Women Human Rights Defenders Network Uganda (WHRDN-U) in partnership with International Service of Human Rights (ISHR) held a three days workshop that engaged 23 WHRDS with relevant human rights protection mechanisms at Esella Hotel in Kampala, from 5th to 7th October, 2021.
The workshop aimed at equipping WHRDS with skills on relevant human rights protection mechanisms and mapping out opportunities for advocacy. It was also an opportunity to foster coordination and networking among members.
Brenda Kugonza, the Executive Director for WHRDN-U began the workshop with highlights on the role of the network as an umbrella that was formed to protect women who defend the rights of others. She emphasized that the network came together to respond to specific individual or collective cases of violation of rights of WHRDs at risk.
Brenda facilitating during the training
Hannah Sobocinski, the training and advocacy manager for ISHR briefed participants on human rights mechanisms at international and regional level which defenders can collaborate with. These included the Human Rights Council, the Universal Periodic Review, the Special Procedures and independent experts, and the treaty bodies.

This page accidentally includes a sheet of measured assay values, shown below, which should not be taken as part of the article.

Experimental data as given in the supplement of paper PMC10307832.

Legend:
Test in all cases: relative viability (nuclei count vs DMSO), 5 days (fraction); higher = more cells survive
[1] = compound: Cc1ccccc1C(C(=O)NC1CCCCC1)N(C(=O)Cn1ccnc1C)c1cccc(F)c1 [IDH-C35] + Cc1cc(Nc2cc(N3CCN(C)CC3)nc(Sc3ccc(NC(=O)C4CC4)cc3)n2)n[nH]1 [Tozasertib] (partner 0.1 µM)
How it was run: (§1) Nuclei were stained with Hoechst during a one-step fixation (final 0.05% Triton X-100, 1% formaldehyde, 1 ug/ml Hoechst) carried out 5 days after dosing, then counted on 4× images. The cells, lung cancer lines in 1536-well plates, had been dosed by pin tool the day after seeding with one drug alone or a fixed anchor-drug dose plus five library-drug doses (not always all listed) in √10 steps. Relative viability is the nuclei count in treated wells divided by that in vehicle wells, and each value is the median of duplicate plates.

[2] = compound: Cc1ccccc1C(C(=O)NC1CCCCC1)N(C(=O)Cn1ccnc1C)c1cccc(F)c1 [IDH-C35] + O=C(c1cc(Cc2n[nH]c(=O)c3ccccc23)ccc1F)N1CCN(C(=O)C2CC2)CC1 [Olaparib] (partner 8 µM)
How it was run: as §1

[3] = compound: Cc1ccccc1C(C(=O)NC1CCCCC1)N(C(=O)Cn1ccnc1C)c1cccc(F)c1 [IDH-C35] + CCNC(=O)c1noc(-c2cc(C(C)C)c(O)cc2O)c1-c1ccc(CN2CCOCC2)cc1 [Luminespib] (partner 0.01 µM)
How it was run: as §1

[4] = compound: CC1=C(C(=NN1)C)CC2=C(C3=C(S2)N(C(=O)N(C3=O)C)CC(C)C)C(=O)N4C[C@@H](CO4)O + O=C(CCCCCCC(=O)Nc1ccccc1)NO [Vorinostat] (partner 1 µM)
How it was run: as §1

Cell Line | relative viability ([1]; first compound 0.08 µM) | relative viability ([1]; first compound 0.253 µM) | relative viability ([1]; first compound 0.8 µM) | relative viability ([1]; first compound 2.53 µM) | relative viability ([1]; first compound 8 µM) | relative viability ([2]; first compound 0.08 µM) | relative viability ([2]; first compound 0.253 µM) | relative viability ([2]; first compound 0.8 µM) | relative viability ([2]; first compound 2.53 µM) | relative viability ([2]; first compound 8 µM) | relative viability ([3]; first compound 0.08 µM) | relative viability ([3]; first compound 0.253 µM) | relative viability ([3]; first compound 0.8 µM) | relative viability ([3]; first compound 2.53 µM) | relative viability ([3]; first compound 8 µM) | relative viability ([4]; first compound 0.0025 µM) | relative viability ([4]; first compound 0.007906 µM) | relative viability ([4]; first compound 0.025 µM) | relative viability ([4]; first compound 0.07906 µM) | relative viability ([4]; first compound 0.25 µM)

Hannah further explained the role of regional human rights instruments (treaties, conventions, and declarations) that it helps to localize international human rights norms and standards, and the regional human rights mechanisms (commissions, special rapporteurs, courts) that implements these instruments. She added that African Charter on Human Rights, an institution was formed in 1986, has been a significant in promoting human rights through declaring 21 October every year celebrated as an International Human Rights Day.
Pooja Patel, the programs director of ISHR also led a session on the human rights mechanism. She described The United Nations’ Convention on the Elimination of all forms of Discrimination against Women (CEDAW) as the international bill of rights for women in civil, political, economic, social, and cultural fields whose role is to set up an agenda for national action to end discrimination against women.
With the support from the discussions, WHRDS recognized I need to advocate for the implementation of advocacy objectives to engage with international mechanisms. They recommended the following objectives;
- Parliament of Uganda to enact gender-responsive laws
- Expand WHRDS network for international solidarity
- Advance WHRDS agenda at the international community
Participants discussing the advocacy objectives to engage with key stakeholders.
They also mapped out key stakeholders to influence and a time frame. Facilitators advised that it was vital for them to look beyond the human rights defenders’ bill, and that they should not be limited by time as issues of WHRDS are worrying and therefore requires urgent action.